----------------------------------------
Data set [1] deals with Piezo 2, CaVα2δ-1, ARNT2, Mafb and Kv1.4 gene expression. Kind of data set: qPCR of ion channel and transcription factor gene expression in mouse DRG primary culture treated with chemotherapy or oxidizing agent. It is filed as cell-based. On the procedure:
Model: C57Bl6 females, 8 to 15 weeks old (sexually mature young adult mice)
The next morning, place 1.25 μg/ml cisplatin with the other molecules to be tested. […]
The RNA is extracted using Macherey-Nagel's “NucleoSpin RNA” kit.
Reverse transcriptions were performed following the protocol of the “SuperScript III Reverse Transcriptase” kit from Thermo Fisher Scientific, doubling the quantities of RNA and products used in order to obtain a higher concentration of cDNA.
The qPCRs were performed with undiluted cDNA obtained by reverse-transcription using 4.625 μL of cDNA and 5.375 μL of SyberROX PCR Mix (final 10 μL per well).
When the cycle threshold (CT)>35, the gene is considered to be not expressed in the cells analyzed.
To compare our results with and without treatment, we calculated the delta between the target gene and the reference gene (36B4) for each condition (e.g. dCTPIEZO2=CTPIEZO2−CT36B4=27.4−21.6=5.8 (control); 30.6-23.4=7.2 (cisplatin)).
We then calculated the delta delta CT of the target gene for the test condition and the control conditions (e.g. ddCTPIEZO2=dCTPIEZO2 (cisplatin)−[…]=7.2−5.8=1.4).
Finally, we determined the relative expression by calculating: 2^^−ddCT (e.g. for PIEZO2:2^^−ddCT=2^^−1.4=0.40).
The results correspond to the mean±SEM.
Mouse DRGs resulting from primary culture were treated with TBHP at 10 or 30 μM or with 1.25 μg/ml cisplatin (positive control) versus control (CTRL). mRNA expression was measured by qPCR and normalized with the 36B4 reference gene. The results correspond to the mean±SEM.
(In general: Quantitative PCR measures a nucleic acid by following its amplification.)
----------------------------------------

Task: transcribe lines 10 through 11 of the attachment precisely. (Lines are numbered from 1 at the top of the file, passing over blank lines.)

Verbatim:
Finally, we determined the relative expression by calculating: 2^^−ddCT (e.g. for PIEZO2:2^^−ddCT=2^^−1.4=0.40).
The results correspond to the mean±SEM.